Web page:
We all have stories of getting lost. Here is one of mine: I crossed the Sahara one year on an expedition truck with 20 others, grinding and meandering from Cairo into the heart of Africa. We got lost often, once for three days, wandering farther and farther into the African bush with insufficient water, no GPS, and no people to point the way out. We were tense: we had to get off the earthen roads before the monsoon rains began. For most of those months, we were covered in dust, breathing through bandanas, praying we’d find the right path.
That’s one kind of “lost narrative.” Here’s another: As I write, I am on the brink of major life changes—some prayed for, a few drastic and unwelcome. I find myself stumbling, fearful, uncertain of these new snaking roads and unsure of God’s place in it all. Then I feel guilty. Where is my faith? Why am I not “counting it all joy” and skipping confidently into the sunny future?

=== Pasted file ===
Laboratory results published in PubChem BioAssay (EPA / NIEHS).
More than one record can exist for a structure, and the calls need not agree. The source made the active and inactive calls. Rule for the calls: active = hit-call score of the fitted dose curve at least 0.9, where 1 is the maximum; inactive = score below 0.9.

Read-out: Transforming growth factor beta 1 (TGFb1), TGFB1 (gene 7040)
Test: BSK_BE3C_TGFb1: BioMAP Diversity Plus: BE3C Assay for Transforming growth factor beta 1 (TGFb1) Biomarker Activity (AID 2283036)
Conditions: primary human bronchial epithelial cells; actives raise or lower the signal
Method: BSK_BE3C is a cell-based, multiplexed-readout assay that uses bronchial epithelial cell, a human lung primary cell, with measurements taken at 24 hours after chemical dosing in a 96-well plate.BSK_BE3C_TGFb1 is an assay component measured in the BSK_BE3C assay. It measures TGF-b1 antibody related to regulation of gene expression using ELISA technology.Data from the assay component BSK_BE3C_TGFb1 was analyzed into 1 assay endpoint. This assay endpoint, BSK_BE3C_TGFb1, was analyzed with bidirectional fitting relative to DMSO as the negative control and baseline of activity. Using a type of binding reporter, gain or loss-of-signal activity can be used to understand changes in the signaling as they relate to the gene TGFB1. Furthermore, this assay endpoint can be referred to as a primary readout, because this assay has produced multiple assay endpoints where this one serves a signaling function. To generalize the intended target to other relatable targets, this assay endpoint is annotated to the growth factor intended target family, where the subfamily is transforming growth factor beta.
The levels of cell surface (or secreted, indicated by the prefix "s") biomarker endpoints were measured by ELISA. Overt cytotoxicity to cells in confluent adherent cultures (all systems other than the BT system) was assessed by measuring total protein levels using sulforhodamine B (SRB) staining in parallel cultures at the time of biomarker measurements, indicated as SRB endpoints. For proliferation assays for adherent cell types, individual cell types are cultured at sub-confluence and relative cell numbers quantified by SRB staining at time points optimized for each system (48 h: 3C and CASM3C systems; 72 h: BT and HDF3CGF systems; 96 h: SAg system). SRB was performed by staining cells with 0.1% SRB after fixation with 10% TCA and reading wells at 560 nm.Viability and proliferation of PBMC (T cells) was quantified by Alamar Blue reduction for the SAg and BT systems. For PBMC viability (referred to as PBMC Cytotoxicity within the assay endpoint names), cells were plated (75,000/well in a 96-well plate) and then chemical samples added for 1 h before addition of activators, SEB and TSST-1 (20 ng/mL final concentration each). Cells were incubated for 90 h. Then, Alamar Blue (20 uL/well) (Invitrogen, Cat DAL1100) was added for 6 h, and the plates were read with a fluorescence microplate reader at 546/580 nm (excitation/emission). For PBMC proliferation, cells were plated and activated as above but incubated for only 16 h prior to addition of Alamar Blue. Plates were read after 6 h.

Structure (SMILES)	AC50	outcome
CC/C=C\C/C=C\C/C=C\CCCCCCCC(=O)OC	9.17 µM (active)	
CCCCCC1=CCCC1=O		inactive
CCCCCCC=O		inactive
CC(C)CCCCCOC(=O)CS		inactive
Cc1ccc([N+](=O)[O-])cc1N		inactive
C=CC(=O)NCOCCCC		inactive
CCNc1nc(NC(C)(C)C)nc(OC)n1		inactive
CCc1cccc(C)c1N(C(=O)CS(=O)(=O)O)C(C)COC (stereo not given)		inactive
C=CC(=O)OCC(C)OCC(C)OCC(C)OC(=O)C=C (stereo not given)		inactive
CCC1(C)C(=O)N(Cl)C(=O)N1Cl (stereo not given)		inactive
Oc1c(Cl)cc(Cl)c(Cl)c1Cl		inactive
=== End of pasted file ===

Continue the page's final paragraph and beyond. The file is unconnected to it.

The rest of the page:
A. J. Swoboda’s newest book, The Dusty Ones: Why Wandering Deepens Your Faith (Baker), came to my door at the right time. It is, of course, about the second kind of trek: our pilgrimage toward the city of God, with its painful desert crossings and wanderings. Swoboda (a pastor at Theophilus, a Portland church, and a teacher at George Fox and Fuller seminaries) has traversed this terrain before in books. The titles give the flavor—like Messy: God Likes It That Way and A Glorious Dark: Finding Hope in the Tension Between Belief and Experience. His lesson for weary travelers? It isn’t just sin and disbelief, but faith—even the stoutest, most persevering faith—that takes you off life’s straight and narrow road.1